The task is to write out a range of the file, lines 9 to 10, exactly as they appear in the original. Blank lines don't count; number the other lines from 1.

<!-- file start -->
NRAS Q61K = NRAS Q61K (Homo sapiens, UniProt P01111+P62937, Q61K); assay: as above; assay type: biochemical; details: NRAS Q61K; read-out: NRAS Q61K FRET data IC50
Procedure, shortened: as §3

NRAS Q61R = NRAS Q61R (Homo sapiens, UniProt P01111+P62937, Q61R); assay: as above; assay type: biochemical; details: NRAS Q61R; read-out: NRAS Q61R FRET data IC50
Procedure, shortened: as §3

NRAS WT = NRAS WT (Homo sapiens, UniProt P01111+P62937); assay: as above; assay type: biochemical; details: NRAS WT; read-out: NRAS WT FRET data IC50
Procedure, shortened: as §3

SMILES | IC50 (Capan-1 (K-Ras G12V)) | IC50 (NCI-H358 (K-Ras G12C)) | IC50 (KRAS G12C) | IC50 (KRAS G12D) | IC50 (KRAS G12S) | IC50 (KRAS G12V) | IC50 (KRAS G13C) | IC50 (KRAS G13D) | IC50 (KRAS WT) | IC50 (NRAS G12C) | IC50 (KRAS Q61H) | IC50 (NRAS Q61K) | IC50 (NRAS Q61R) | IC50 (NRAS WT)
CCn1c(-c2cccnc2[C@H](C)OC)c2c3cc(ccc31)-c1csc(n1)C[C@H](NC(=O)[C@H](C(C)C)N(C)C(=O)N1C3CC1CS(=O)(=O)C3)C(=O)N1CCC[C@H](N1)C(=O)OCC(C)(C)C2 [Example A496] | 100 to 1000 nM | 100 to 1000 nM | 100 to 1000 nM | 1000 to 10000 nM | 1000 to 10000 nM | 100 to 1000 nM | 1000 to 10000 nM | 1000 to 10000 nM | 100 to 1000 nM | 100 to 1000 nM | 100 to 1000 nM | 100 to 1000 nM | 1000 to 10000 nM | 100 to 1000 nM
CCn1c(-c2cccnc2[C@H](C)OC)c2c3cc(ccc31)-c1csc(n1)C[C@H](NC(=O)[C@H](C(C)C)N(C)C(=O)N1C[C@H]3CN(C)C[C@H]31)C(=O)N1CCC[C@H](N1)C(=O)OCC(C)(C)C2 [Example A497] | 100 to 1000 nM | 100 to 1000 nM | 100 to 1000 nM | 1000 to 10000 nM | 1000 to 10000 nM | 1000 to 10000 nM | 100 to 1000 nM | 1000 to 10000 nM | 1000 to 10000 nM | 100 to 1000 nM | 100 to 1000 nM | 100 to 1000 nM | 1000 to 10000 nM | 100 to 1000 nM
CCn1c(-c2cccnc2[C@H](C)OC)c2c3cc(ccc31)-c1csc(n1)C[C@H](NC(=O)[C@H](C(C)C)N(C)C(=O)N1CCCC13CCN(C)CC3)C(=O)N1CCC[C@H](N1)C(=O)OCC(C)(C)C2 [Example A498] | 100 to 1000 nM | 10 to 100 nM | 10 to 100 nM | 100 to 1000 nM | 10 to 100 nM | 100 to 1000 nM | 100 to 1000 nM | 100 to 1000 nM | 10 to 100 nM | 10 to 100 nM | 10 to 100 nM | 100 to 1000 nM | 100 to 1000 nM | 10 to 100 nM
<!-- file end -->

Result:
CCn1c(-c2cccnc2[C@H](C)OC)c2c3cc(ccc31)-c1csc(n1)C[C@H](NC(=O)[C@H](C(C)C)N(C)C(=O)N1C[C@H]3CN(C)C[C@H]31)C(=O)N1CCC[C@H](N1)C(=O)OCC(C)(C)C2 [Example A497] | 100 to 1000 nM | 100 to 1000 nM | 100 to 1000 nM | 1000 to 10000 nM | 1000 to 10000 nM | 1000 to 10000 nM | 100 to 1000 nM | 1000 to 10000 nM | 1000 to 10000 nM | 100 to 1000 nM | 100 to 1000 nM | 100 to 1000 nM | 1000 to 10000 nM | 100 to 1000 nM
CCn1c(-c2cccnc2[C@H](C)OC)c2c3cc(ccc31)-c1csc(n1)C[C@H](NC(=O)[C@H](C(C)C)N(C)C(=O)N1CCCC13CCN(C)CC3)C(=O)N1CCC[C@H](N1)C(=O)OCC(C)(C)C2 [Example A498] | 100 to 1000 nM | 10 to 100 nM | 10 to 100 nM | 100 to 1000 nM | 10 to 100 nM | 100 to 1000 nM | 100 to 1000 nM | 100 to 1000 nM | 10 to 100 nM | 10 to 100 nM | 10 to 100 nM | 100 to 1000 nM | 100 to 1000 nM | 10 to 100 nM